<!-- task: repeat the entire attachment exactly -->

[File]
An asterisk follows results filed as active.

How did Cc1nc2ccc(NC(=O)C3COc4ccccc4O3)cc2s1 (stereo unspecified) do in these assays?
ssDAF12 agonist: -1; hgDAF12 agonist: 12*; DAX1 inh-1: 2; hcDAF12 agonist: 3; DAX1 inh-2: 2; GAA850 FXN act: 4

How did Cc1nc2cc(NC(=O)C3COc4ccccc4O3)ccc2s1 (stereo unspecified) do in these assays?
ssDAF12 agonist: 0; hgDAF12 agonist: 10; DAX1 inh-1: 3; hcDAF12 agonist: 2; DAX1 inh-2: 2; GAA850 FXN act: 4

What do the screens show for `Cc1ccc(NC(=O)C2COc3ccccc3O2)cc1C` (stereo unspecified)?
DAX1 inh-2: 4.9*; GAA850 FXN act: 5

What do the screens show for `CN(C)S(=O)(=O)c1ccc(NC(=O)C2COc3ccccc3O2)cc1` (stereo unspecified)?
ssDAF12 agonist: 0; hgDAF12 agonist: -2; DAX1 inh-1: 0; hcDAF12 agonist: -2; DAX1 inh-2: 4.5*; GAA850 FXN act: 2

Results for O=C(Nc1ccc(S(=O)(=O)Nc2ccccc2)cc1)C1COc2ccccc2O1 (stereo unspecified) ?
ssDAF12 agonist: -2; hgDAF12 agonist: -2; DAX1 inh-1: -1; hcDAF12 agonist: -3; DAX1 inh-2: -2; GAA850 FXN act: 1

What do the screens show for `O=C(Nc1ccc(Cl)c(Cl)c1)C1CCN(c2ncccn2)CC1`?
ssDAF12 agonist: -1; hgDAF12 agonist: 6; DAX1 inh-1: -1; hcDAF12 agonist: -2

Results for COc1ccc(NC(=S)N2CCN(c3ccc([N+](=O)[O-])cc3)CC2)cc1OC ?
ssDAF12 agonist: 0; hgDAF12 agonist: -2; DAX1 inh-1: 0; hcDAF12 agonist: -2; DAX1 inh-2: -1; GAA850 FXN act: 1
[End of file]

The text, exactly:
An asterisk follows results filed as active.

How did Cc1nc2ccc(NC(=O)C3COc4ccccc4O3)cc2s1 (stereo unspecified) do in these assays?
ssDAF12 agonist: -1; hgDAF12 agonist: 12*; DAX1 inh-1: 2; hcDAF12 agonist: 3; DAX1 inh-2: 2; GAA850 FXN act: 4

How did Cc1nc2cc(NC(=O)C3COc4ccccc4O3)ccc2s1 (stereo unspecified) do in these assays?
ssDAF12 agonist: 0; hgDAF12 agonist: 10; DAX1 inh-1: 3; hcDAF12 agonist: 2; DAX1 inh-2: 2; GAA850 FXN act: 4

What do the screens show for `Cc1ccc(NC(=O)C2COc3ccccc3O2)cc1C` (stereo unspecified)?
DAX1 inh-2: 4.9*; GAA850 FXN act: 5

What do the screens show for `CN(C)S(=O)(=O)c1ccc(NC(=O)C2COc3ccccc3O2)cc1` (stereo unspecified)?
ssDAF12 agonist: 0; hgDAF12 agonist: -2; DAX1 inh-1: 0; hcDAF12 agonist: -2; DAX1 inh-2: 4.5*; GAA850 FXN act: 2

Results for O=C(Nc1ccc(S(=O)(=O)Nc2ccccc2)cc1)C1COc2ccccc2O1 (stereo unspecified) ?
ssDAF12 agonist: -2; hgDAF12 agonist: -2; DAX1 inh-1: -1; hcDAF12 agonist: -3; DAX1 inh-2: -2; GAA850 FXN act: 1

What do the screens show for `O=C(Nc1ccc(Cl)c(Cl)c1)C1CCN(c2ncccn2)CC1`?
ssDAF12 agonist: -1; hgDAF12 agonist: 6; DAX1 inh-1: -1; hcDAF12 agonist: -2

Results for COc1ccc(NC(=S)N2CCN(c3ccc([N+](=O)[O-])cc3)CC2)cc1OC ?
ssDAF12 agonist: 0; hgDAF12 agonist: -2; DAX1 inh-1: 0; hcDAF12 agonist: -2; DAX1 inh-2: -1; GAA850 FXN act: 1